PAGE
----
- Adjustments to voting rules must respect behavioral regularities that voters have demonstrated over the years, and are unlikely to change, even in the midst of a public health crisis. This is tied to point # 8. We have to assume that tens of millions of people will choose to vote in person in November 2020. Legislation that focuses on moving voters to mail balloting doesn’t directly address this fact, other than to reduce the number of in-person voters, which can’t be dismissed. That’s not a trivial thing, but it is important to devote attention to organizing in-person voting to safely accommodate everyone who wishes to vote that way. Furthermore, we have to assume that most voters will not pay attention to COVID-19-avoidance measures for the election until sometime late in October. Again, it is probably too much to ask a single bill to focus on all aspects of the public health emergency, but it is telling that the House and Senate efforts sidestep the significant challenges to public education that face election officials in 2020.
Overall, the House and Senate efforts have received a lot of press attention, but must be understood as a Democratic plan for the 2020 elections, not as a blueprint for a bipartisan solution for the emergency at hand. Even though I agree with the aims of much of the legislation, I suspect that the effort to push a policy agenda so closely allied with Democratic orthodoxy talking point creates a bump in the road toward negotiating the final bailout package. Leaving my reservations aside, the presence of a Republican majority in the Senate and a potential presidential veto make these legislative efforts dead letters, at least in this Congress.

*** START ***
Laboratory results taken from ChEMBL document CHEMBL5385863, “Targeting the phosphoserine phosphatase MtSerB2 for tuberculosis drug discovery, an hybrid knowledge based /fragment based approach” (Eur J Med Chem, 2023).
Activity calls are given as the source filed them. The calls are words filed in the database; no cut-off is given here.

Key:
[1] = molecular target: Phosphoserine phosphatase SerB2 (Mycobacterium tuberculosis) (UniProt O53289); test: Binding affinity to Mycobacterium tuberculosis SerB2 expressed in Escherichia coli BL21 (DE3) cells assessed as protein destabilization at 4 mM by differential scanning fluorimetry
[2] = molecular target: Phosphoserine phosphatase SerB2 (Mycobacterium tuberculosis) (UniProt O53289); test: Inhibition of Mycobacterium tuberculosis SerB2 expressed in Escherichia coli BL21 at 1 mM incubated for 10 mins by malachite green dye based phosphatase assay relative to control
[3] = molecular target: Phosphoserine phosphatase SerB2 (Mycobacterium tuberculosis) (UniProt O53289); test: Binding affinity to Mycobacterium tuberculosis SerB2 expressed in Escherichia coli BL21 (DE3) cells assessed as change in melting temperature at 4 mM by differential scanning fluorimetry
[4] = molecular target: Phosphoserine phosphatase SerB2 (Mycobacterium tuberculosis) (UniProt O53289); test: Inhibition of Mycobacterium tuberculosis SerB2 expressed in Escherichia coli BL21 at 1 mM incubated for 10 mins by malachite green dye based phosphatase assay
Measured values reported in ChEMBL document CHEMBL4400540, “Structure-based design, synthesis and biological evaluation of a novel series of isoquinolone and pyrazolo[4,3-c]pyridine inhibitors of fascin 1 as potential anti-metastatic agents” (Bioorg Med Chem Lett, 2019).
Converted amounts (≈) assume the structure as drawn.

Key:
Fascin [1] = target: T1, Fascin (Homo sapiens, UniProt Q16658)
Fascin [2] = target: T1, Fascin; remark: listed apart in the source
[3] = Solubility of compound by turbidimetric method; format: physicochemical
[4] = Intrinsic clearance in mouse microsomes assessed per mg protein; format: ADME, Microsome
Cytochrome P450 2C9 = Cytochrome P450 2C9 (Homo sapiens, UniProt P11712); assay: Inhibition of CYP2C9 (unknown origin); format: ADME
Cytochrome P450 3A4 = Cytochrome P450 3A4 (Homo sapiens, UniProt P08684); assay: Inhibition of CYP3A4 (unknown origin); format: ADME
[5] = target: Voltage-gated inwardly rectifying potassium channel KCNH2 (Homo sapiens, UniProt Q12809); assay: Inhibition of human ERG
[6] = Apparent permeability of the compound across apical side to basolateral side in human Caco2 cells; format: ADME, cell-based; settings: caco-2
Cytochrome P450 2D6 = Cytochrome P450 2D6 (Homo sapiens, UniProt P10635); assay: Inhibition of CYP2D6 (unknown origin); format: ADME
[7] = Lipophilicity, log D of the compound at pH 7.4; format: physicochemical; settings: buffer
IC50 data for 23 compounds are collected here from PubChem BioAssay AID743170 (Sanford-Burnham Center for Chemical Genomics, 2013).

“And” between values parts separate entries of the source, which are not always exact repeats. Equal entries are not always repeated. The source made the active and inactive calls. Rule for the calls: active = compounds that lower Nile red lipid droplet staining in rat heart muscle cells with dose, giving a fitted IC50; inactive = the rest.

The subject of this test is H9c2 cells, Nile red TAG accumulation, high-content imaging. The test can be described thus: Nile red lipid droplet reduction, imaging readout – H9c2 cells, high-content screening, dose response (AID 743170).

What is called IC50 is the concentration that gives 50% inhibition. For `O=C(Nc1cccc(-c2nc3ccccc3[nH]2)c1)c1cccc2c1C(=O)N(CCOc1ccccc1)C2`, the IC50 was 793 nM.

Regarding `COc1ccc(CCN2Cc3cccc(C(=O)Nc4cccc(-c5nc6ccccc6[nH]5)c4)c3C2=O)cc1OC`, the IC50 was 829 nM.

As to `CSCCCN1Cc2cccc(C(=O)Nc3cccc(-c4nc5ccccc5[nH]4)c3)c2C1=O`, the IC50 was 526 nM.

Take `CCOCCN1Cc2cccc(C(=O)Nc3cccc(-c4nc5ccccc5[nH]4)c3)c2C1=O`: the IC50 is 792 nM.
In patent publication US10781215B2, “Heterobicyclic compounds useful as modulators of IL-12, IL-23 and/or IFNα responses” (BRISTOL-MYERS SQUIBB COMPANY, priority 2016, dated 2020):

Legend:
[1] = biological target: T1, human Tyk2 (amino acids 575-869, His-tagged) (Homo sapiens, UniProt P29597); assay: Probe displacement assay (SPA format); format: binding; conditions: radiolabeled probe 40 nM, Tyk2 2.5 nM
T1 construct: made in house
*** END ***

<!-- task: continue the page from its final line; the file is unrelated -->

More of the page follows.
This doesn’t mean they are dead letters in the long term, though. We should remember that an early version of the National Voter Registration Act (NVRA) was passed by a Democratic Congress in 1991, only to be vetoed by President George H.W. Bush. Despite losing the battle, Democrats tried again in 1993, following the election of Bill Clinton, who signed the NVRA into law.
In the world we live in now, I hope the position-taking among congressional Democrats, to stake out a long-term position about election reform, does not undermine the immediate, pressing issue, which is to give election officials the support they need now, to get done what needs to be done to assure the November 2020 election goes off as planned.